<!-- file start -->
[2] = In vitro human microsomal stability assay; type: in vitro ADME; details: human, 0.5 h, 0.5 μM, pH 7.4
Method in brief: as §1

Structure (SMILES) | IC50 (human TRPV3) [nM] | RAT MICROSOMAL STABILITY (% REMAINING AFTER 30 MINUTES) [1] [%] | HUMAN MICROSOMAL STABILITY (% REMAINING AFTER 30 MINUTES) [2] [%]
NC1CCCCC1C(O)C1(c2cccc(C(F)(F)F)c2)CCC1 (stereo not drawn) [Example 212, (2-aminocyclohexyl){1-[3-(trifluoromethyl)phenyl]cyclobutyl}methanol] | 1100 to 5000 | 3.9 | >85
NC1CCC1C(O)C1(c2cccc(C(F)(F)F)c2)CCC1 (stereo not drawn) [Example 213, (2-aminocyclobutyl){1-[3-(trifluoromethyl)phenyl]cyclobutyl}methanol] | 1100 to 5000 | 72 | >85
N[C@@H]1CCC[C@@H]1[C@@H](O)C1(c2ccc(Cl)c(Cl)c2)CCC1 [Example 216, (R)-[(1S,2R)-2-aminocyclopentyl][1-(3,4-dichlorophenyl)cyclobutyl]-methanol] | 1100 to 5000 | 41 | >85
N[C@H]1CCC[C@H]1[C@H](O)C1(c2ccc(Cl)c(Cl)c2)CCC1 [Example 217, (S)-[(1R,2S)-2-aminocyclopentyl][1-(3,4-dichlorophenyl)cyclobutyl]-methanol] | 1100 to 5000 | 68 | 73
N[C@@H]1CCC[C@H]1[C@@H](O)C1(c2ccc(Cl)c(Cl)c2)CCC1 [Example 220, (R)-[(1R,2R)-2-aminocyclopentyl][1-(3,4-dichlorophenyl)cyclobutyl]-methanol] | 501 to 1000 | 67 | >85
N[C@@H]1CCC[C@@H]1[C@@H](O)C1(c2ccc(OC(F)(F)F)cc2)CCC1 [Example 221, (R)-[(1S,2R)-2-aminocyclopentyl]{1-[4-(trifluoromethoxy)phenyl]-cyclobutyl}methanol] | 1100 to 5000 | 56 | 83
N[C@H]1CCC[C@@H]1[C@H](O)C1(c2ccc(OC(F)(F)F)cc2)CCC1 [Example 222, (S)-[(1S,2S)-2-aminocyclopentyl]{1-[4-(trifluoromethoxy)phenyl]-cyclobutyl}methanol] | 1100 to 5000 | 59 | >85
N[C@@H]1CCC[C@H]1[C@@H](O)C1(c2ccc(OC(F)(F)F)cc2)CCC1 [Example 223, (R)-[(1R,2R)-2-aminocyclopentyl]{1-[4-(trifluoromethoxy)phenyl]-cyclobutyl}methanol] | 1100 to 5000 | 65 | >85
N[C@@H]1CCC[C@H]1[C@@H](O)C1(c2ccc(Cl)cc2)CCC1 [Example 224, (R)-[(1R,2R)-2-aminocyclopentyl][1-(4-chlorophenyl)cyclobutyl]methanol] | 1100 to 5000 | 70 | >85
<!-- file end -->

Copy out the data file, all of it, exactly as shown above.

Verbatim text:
[2] = In vitro human microsomal stability assay; type: in vitro ADME; details: human, 0.5 h, 0.5 μM, pH 7.4
Method in brief: as §1

Structure (SMILES) | IC50 (human TRPV3) [nM] | RAT MICROSOMAL STABILITY (% REMAINING AFTER 30 MINUTES) [1] [%] | HUMAN MICROSOMAL STABILITY (% REMAINING AFTER 30 MINUTES) [2] [%]
NC1CCCCC1C(O)C1(c2cccc(C(F)(F)F)c2)CCC1 (stereo not drawn) [Example 212, (2-aminocyclohexyl){1-[3-(trifluoromethyl)phenyl]cyclobutyl}methanol] | 1100 to 5000 | 3.9 | >85
NC1CCC1C(O)C1(c2cccc(C(F)(F)F)c2)CCC1 (stereo not drawn) [Example 213, (2-aminocyclobutyl){1-[3-(trifluoromethyl)phenyl]cyclobutyl}methanol] | 1100 to 5000 | 72 | >85
N[C@@H]1CCC[C@@H]1[C@@H](O)C1(c2ccc(Cl)c(Cl)c2)CCC1 [Example 216, (R)-[(1S,2R)-2-aminocyclopentyl][1-(3,4-dichlorophenyl)cyclobutyl]-methanol] | 1100 to 5000 | 41 | >85
N[C@H]1CCC[C@H]1[C@H](O)C1(c2ccc(Cl)c(Cl)c2)CCC1 [Example 217, (S)-[(1R,2S)-2-aminocyclopentyl][1-(3,4-dichlorophenyl)cyclobutyl]-methanol] | 1100 to 5000 | 68 | 73
N[C@@H]1CCC[C@H]1[C@@H](O)C1(c2ccc(Cl)c(Cl)c2)CCC1 [Example 220, (R)-[(1R,2R)-2-aminocyclopentyl][1-(3,4-dichlorophenyl)cyclobutyl]-methanol] | 501 to 1000 | 67 | >85
N[C@@H]1CCC[C@@H]1[C@@H](O)C1(c2ccc(OC(F)(F)F)cc2)CCC1 [Example 221, (R)-[(1S,2R)-2-aminocyclopentyl]{1-[4-(trifluoromethoxy)phenyl]-cyclobutyl}methanol] | 1100 to 5000 | 56 | 83
N[C@H]1CCC[C@@H]1[C@H](O)C1(c2ccc(OC(F)(F)F)cc2)CCC1 [Example 222, (S)-[(1S,2S)-2-aminocyclopentyl]{1-[4-(trifluoromethoxy)phenyl]-cyclobutyl}methanol] | 1100 to 5000 | 59 | >85
N[C@@H]1CCC[C@H]1[C@@H](O)C1(c2ccc(OC(F)(F)F)cc2)CCC1 [Example 223, (R)-[(1R,2R)-2-aminocyclopentyl]{1-[4-(trifluoromethoxy)phenyl]-cyclobutyl}methanol] | 1100 to 5000 | 65 | >85
N[C@@H]1CCC[C@H]1[C@@H](O)C1(c2ccc(Cl)cc2)CCC1 [Example 224, (R)-[(1R,2R)-2-aminocyclopentyl][1-(4-chlorophenyl)cyclobutyl]methanol] | 1100 to 5000 | 70 | >85